Parents rallied at the State House Wednesday to call for change as COVID cases surge in Massachusetts schools.
The group, called Families for COVID Safety, is calling on Boston Public Schools and the Department of Elementary and Secondary Education to "take proactive steps to stop COVID spread in our schools and communities, including fixing testing, contact tracing, and ventilation."
“Parents assume kids are getting tested and they’re not and that’s a problem. Then sometimes the kids are tested and someone is positive, but families are not contacted by contact tracers until way later,” parent Sarah Horsley said.
Michael MaGuire, a teacher at Boston Latin Academy, said he has been contacted weeks later, on some occasions.
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“The schools are open. We’re here every day. We need the cleaning. We need the testing and we need timely reporting. If they can do that, then I can do my job,” MaGuire said.
He and others said they would also like to see more promotion of the pooled testing program. Boston Public Schools is lagging behind a lot of other districts with just over 50% of students enrolled.
Lauren O’Malley-Singh, a nurse at Brighton High School, said she is spending her own time to do contact tracing because the company the district hired to do it is not reporting the cases fast enough.
“We had two positive cases and, had I not done the contact tracing myself, the families would not have been notified until four days later,” O’Malley-Singh said.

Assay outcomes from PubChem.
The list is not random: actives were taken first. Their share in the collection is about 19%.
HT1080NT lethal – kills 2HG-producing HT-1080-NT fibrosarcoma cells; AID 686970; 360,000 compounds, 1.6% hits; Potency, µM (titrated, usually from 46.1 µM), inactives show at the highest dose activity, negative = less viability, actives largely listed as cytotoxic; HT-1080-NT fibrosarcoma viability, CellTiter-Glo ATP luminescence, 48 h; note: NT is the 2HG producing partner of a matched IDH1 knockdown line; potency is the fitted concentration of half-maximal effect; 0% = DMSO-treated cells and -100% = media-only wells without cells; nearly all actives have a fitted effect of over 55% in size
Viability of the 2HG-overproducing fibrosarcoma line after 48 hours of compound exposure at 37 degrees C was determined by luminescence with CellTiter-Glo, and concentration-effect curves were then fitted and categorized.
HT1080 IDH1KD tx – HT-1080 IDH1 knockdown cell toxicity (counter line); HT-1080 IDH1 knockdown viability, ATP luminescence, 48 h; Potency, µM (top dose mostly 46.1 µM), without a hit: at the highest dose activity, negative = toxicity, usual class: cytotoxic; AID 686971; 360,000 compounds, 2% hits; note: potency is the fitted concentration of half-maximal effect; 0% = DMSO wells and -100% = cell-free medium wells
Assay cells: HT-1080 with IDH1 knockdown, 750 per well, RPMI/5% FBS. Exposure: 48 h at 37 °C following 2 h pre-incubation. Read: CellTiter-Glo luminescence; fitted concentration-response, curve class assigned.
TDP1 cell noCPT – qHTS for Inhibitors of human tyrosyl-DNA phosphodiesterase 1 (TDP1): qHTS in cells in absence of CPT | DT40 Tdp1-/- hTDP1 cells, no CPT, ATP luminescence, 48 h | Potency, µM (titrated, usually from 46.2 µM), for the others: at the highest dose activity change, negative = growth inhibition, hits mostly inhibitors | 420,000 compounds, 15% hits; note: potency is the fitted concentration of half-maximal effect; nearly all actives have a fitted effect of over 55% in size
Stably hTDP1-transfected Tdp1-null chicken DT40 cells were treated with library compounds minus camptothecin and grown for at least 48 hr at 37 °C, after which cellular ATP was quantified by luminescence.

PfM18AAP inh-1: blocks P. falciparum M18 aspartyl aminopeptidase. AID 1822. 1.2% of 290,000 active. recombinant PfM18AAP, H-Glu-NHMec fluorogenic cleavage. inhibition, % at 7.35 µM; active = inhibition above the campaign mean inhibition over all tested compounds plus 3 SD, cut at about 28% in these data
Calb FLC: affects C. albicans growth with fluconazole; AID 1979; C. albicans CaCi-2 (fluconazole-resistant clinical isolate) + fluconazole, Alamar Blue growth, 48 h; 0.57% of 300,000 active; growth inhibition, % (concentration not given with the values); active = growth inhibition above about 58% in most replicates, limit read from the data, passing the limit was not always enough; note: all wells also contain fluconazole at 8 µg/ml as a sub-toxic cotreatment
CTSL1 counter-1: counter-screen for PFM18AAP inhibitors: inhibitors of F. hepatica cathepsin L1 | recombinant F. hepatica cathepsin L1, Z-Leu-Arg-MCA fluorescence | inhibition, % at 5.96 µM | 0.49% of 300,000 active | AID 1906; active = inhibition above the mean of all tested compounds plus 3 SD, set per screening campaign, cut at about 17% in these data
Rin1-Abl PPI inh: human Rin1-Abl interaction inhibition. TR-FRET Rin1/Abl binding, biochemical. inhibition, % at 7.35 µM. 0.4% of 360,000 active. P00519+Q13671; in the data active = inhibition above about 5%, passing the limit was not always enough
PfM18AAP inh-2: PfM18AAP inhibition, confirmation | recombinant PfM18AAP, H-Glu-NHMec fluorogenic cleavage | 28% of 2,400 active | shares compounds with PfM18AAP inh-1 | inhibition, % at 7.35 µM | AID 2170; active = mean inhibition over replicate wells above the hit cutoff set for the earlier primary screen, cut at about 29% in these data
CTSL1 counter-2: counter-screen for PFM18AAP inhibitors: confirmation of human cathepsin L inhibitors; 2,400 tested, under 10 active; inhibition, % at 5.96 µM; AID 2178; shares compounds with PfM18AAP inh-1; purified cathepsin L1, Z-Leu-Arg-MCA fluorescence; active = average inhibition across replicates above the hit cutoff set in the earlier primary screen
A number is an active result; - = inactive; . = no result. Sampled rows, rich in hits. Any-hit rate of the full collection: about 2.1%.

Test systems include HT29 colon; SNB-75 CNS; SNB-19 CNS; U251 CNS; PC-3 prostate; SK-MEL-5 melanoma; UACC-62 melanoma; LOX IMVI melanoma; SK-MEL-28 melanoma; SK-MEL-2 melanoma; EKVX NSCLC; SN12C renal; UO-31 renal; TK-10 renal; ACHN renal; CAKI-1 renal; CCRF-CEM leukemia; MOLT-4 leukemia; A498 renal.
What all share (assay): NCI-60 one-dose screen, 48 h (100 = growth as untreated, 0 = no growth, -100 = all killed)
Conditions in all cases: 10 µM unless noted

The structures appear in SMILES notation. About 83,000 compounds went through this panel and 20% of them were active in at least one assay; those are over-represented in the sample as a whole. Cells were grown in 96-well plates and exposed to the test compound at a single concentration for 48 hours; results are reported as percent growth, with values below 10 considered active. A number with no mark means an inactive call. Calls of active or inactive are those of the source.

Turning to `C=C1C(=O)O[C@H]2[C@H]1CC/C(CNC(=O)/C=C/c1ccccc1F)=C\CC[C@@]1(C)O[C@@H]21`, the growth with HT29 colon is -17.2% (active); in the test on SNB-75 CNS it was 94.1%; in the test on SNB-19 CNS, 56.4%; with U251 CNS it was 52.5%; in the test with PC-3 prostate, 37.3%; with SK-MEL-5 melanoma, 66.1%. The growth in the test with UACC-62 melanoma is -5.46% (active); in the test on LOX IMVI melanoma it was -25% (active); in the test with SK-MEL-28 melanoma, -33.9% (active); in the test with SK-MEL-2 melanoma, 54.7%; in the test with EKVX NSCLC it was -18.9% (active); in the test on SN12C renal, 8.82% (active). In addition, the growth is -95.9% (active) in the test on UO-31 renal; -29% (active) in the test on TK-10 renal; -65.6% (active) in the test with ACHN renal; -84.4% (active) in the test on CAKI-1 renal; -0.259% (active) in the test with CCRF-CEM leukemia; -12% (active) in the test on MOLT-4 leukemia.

The rally, which took place outside the State House Wednesday afternoon, comes as cases continue to rise in public schools in Boston and throughout Massachusetts.
The number of cases in Boston Public Schools nearly tripled in recent weeks. The district reported 345 COVID-19 cases among students and staff last week, an increase of 123 cases from the week prior, BPS coronavirus data shows. During the week of Nov. 18, there were just 156 positive cases.
A similar jump can been seen statewide. The number of COVID-19 cases in Massachusetts schools has effectively doubled week over week, with nearly 8,000 students and staff testing positive between Dec. 2. and Dec. 8.
Boston Public Schools is responding to the group’s complaints by announcing new funding for COVID prevention. Officials said they plan to spend an additional $3 million on things like expanding contact tracing and hiring more contract nurses. Those rallying hope the money will be put to use sooner rather than later.
“If not we’re just going to have more outbreaks. We can’t wait any longer. COVID doesn’t wait,” one parent said at the rally.
More on COVID in Mass. Schools
State House News Service contributed to this report.